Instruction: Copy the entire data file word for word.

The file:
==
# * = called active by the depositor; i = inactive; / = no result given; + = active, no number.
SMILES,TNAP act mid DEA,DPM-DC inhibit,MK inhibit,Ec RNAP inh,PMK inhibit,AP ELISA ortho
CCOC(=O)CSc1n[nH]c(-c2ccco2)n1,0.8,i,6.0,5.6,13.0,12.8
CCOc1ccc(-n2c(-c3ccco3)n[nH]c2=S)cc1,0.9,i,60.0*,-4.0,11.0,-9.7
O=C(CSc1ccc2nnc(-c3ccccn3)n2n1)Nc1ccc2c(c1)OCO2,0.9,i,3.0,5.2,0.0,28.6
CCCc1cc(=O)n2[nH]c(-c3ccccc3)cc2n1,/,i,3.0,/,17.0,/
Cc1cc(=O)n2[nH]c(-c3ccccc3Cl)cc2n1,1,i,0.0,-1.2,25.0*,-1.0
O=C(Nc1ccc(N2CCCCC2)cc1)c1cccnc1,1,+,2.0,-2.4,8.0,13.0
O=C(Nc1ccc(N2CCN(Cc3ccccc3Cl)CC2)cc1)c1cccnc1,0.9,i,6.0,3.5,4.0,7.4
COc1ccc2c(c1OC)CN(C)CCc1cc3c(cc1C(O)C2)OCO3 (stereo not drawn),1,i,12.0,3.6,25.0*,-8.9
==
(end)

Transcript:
# * = called active by the depositor; i = inactive; / = no result given; + = active, no number.
SMILES,TNAP act mid DEA,DPM-DC inhibit,MK inhibit,Ec RNAP inh,PMK inhibit,AP ELISA ortho
CCOC(=O)CSc1n[nH]c(-c2ccco2)n1,0.8,i,6.0,5.6,13.0,12.8
CCOc1ccc(-n2c(-c3ccco3)n[nH]c2=S)cc1,0.9,i,60.0*,-4.0,11.0,-9.7
O=C(CSc1ccc2nnc(-c3ccccn3)n2n1)Nc1ccc2c(c1)OCO2,0.9,i,3.0,5.2,0.0,28.6
CCCc1cc(=O)n2[nH]c(-c3ccccc3)cc2n1,/,i,3.0,/,17.0,/
Cc1cc(=O)n2[nH]c(-c3ccccc3Cl)cc2n1,1,i,0.0,-1.2,25.0*,-1.0
O=C(Nc1ccc(N2CCCCC2)cc1)c1cccnc1,1,+,2.0,-2.4,8.0,13.0
O=C(Nc1ccc(N2CCN(Cc3ccccc3Cl)CC2)cc1)c1cccnc1,0.9,i,6.0,3.5,4.0,7.4
COc1ccc2c(c1OC)CN(C)CCc1cc3c(cc1C(O)C2)OCO3 (stereo not drawn),1,i,12.0,3.6,25.0*,-8.9